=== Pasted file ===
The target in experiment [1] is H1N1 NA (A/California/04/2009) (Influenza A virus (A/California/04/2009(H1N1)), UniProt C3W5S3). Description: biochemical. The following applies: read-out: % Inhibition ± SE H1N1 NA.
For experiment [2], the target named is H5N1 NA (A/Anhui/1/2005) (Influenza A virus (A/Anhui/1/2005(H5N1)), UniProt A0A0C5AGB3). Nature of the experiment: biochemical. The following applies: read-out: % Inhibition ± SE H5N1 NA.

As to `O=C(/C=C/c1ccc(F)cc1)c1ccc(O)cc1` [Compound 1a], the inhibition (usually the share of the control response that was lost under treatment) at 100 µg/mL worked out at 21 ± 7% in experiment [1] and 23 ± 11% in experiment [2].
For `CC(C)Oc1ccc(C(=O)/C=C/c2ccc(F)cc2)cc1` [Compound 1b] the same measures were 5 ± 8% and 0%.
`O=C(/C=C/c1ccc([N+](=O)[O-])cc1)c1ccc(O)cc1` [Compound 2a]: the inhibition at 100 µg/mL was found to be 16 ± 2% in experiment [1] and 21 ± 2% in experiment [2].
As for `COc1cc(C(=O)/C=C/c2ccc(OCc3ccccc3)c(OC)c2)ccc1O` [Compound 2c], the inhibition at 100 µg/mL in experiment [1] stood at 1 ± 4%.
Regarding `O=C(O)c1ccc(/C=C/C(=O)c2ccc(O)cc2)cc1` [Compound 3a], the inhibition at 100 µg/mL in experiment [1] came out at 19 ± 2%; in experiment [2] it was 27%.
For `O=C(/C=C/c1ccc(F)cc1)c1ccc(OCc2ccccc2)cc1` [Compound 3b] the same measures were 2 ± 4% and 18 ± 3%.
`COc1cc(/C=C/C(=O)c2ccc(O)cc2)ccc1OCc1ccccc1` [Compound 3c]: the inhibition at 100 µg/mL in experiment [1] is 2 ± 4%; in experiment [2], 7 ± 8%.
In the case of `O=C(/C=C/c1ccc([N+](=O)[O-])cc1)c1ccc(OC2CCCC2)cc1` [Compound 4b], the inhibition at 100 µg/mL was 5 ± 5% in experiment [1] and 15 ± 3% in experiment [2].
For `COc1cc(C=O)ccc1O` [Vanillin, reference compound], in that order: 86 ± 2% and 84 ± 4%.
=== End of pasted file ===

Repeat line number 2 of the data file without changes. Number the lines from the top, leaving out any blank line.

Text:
For experiment [2], the target named is H5N1 NA (A/Anhui/1/2005) (Influenza A virus (A/Anhui/1/2005(H5N1)), UniProt A0A0C5AGB3). Nature of the experiment: biochemical. The following applies: read-out: % Inhibition ± SE H5N1 NA.